For disparities to be reduced and equal opportunity to be ensured, a new framework should be created in which public salaries are determined on the basis of academic attainment, qualifications and expertise. Instead of imposing a limit on what people earn, adopting a transparent and merit-based wage framework is the most efficient way to rebalance Egypt’s economy and society. The social justice argument does not hold here, as equality does not have to mean uniformity. In other words, those who are equal should be treated equally, but those who aren’t can (and should) be treated differently.
Indeed, the problem with the current seniority-based wage structure is that pay is not determined by achievement or performance. Human resources experts say that incentives are maximized when individualized. Hence, instead of imposing a limit on individual ambitions, the public sector employment scheme in Egypt needs to be redesigned in a way that attracts the best elements and motivates them to work harder. While a system that links compensation proportionally to individual performance is not easy to implement in a society where work culture has been historically evolving around grouped remuneration and evaluation, the seniority model is too static and does not meet the country’s needs for accelerated development.
Egypt’s legislators and policy makers need to understand that, if the Egyptian public compensation system is to be improved and optimized, it needs more than a hint of meritocracy and a huge deal of transparency. While laws are always a necessary component of any reform efforts, relying on them solely cannot guarantee the achievement of their purpose. Incentives are the forgotten ingredients that will make people abide by these laws and respect them, without rejecting the whole framework or circumventing it. “Incentives” is the key word for the post-revolutionary Egypt and the recipe for the rejuvenation of the national economy.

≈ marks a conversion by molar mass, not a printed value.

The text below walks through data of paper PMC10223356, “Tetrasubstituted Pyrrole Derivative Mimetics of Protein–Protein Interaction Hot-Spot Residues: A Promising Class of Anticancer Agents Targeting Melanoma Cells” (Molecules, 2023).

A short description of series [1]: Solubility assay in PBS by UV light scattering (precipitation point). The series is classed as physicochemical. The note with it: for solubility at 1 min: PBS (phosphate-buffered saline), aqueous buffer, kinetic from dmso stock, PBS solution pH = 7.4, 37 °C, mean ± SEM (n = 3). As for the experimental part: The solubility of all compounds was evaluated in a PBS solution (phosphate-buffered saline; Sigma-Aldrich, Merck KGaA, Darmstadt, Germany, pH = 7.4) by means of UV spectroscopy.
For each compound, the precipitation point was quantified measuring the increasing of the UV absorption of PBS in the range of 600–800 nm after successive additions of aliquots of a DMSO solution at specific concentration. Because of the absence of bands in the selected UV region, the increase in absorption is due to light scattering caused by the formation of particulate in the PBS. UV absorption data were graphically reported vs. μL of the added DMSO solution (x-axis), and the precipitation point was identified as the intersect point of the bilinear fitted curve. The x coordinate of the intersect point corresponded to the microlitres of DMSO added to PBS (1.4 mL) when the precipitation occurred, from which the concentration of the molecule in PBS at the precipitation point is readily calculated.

Hoda Youssef is a postdoctoral research associate at the Woodrow Wilson School of Princeton University. She holds a Ph.D. in Economics from Sciences Po Paris school. Her research work focuses on monetary and fiscal policy, and on the political economy of the MENA region, with a focus on Egypt.
Photo Credit: al-Ahram
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EgyptSource, a project of the Rafik Hariri Center for the Middle East, follows Egypt’s transition and provides a platform for Egyptian perspectives on the major issues – economic, political, legal, religious and human rights – that are at stake in the post-Mubarak era.
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Faces of Egypt
Journalist and videographer Abanoub Emad explains the drive behind his work: “I want to cover the truth..If it was just a job for me I wouldn't risk my life, but this is what I want to do…and this is what differentiates the quality of work. You can tell who's doing it for the sake of doing it, and who's doing it because it's what they love to do”
At twenty-two, Amr El Salanekly has won the 2012 Clinton Global Initiative fellowship, co-founded a social incubator and an educational platform for underprivileged kids, turned down a job with Bangladeshi Nobel Laureate Mohammad Yunus’ Grameen Bank, and raised hundreds of thousands of Egyptian pounds for community projects in Egypt.
Check out the rest of the Faces of the New Egypt series here.
About the Contributors
Alaa Al Aswany, the Arab world's bestselling novelist, is the author of The Yacoubian Building, Chicago, and Friendly Fire. His work is published in thirty-one languages worldwide. Read his EgyptSource posts here.
Yussef Auf is an Egyptian judge and 2012 Humphrey Fellow at American University’s Washington College of Law. He is currently pursuing a PhD in Constitutional Law and Political Systems at Cairo University. Read his EgyptSource posts here.
Amr Hamzawy joined the Department of Public Policy and Administration at the American University in Cairo in 2011, where he continues to serve today. He is a former member of parliament and a member of the National Salvation Front. Read his EgyptSource posts here.
Haitham Tabei is a special correspondent for the Washington Post and Asharq Saudi newspaper in Cairo.
Read his EgyptSource posts here.